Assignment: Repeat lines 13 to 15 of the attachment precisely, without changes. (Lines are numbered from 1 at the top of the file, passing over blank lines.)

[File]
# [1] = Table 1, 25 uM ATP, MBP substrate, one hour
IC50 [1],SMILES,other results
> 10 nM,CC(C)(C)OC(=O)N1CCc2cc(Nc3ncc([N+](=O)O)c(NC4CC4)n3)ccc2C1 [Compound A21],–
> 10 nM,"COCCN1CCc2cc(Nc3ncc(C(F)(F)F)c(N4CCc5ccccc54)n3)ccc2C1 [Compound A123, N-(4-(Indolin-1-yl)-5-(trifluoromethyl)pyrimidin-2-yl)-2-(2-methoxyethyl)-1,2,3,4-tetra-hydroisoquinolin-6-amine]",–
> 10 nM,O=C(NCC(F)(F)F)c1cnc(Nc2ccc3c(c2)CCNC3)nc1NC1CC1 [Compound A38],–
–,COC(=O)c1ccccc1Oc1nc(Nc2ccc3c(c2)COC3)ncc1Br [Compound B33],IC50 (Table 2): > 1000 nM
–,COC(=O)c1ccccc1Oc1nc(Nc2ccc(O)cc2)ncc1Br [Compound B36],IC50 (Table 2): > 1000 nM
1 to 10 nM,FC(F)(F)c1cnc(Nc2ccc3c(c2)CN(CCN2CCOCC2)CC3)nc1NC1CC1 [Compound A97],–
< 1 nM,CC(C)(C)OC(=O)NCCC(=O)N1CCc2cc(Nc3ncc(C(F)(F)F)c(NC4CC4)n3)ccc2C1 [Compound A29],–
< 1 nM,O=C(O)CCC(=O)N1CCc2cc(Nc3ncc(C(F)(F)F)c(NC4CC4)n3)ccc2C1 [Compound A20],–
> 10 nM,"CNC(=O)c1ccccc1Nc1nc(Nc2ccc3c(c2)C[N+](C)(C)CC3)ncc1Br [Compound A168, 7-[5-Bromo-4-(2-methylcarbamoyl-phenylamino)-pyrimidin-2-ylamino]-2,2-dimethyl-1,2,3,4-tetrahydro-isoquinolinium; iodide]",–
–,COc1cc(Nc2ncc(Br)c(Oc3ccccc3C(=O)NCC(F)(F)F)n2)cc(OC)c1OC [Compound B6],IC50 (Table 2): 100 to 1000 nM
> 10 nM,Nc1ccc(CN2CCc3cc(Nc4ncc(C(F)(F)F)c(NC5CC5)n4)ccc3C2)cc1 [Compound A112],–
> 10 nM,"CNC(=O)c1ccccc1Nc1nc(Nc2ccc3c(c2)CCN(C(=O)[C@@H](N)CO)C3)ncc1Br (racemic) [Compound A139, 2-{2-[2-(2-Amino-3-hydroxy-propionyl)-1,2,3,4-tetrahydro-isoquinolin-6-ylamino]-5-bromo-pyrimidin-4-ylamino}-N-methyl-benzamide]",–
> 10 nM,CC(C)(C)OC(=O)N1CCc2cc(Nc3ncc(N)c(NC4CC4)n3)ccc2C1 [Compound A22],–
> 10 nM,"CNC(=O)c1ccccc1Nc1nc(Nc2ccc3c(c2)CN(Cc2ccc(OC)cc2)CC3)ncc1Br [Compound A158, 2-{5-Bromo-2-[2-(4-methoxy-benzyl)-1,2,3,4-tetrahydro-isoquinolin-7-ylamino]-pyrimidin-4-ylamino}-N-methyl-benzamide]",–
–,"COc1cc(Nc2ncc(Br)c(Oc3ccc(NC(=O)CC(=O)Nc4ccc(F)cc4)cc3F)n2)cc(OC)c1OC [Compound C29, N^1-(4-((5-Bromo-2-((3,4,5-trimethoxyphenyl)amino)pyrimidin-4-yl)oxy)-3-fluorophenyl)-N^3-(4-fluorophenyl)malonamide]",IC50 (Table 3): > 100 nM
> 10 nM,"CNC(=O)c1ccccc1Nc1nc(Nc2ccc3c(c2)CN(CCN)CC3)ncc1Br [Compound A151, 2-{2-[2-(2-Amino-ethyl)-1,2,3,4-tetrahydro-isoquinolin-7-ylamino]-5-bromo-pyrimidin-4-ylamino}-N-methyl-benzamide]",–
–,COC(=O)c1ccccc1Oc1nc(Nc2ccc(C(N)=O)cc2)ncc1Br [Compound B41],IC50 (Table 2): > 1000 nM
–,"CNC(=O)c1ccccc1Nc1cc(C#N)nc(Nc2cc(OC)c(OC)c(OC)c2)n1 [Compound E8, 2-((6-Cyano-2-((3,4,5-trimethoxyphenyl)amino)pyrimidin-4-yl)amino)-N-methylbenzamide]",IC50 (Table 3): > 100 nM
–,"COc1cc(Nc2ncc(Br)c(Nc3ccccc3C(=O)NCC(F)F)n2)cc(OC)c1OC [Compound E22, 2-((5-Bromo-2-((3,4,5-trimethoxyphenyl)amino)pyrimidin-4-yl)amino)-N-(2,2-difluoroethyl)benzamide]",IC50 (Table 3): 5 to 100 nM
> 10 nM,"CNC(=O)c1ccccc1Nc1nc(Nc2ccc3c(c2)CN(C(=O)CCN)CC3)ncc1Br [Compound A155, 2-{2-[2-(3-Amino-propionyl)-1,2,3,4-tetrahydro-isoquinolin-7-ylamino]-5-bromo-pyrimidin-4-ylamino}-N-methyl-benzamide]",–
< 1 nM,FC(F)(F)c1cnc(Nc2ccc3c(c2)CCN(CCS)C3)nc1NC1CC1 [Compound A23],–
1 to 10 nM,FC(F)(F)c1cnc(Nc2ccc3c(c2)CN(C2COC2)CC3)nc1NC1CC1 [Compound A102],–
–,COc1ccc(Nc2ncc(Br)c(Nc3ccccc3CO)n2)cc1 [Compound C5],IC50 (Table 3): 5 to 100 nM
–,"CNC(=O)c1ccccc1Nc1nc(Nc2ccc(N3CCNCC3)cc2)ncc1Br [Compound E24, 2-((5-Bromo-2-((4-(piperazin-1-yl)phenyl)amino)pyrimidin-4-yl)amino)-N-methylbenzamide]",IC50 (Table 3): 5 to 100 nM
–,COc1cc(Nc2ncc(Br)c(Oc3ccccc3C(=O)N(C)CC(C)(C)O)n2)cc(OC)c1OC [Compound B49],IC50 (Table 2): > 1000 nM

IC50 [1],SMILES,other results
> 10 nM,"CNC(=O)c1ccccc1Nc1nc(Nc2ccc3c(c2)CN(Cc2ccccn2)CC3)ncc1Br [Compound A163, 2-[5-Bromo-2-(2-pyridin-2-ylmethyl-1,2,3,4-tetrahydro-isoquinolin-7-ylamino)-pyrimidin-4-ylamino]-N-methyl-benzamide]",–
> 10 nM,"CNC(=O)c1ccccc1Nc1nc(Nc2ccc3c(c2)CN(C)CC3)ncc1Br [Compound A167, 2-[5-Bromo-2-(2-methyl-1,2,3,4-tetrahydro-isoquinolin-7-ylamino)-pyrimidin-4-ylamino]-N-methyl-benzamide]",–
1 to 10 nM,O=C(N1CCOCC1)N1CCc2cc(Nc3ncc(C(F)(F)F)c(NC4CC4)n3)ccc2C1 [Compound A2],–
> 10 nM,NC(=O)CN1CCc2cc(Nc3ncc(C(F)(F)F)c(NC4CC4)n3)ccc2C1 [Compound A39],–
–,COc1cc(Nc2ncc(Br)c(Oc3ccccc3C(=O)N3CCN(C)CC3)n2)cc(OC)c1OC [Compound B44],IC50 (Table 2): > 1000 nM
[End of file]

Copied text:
> 10 nM,Nc1ccc(CN2CCc3cc(Nc4ncc(C(F)(F)F)c(NC5CC5)n4)ccc3C2)cc1 [Compound A112],–
> 10 nM,"CNC(=O)c1ccccc1Nc1nc(Nc2ccc3c(c2)CCN(C(=O)[C@@H](N)CO)C3)ncc1Br (racemic) [Compound A139, 2-{2-[2-(2-Amino-3-hydroxy-propionyl)-1,2,3,4-tetrahydro-isoquinolin-6-ylamino]-5-bromo-pyrimidin-4-ylamino}-N-methyl-benzamide]",–
> 10 nM,CC(C)(C)OC(=O)N1CCc2cc(Nc3ncc(N)c(NC4CC4)n3)ccc2C1 [Compound A22],–